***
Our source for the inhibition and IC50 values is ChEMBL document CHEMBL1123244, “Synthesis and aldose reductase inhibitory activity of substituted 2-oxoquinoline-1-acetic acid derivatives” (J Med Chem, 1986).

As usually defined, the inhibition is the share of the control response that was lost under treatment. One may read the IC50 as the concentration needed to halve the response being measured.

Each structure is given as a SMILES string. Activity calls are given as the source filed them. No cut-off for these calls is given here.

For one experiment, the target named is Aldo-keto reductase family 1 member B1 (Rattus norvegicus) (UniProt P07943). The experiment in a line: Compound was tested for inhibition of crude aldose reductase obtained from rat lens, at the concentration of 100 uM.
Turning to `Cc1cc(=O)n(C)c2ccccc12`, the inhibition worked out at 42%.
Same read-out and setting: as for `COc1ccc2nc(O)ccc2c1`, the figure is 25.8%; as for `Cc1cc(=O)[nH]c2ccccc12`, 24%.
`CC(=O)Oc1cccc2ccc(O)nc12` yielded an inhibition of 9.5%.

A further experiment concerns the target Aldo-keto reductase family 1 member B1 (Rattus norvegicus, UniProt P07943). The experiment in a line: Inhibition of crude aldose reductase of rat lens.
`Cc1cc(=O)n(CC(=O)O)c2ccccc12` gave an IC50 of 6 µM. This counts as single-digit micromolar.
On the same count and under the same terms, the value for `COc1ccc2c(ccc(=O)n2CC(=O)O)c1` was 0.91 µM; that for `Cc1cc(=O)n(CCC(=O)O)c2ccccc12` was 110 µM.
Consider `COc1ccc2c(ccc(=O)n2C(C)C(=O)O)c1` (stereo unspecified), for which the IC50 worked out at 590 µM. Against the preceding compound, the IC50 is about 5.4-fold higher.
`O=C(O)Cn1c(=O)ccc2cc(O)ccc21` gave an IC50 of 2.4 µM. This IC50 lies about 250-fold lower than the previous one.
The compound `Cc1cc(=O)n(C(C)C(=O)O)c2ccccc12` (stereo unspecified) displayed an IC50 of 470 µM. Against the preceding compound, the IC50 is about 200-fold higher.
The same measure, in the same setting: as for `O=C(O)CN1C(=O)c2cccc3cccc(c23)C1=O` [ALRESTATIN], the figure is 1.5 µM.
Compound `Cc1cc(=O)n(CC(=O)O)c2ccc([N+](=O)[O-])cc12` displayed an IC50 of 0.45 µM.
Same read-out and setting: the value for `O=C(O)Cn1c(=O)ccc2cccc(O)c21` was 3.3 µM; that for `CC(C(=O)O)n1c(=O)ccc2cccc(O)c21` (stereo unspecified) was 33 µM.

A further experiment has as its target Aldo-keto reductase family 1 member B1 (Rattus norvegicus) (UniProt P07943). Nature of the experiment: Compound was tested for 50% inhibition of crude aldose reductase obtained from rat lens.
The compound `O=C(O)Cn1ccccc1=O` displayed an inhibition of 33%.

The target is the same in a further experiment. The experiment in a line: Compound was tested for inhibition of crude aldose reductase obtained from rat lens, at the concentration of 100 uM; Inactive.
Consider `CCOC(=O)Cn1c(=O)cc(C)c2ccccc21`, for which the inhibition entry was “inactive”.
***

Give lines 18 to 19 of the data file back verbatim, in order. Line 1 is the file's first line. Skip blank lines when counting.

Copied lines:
The compound `O=C(O)Cn1ccccc1=O` displayed an inhibition of 33%.

The target is the same in a further experiment. The experiment in a line: Compound was tested for inhibition of crude aldose reductase obtained from rat lens, at the concentration of 100 uM; Inactive.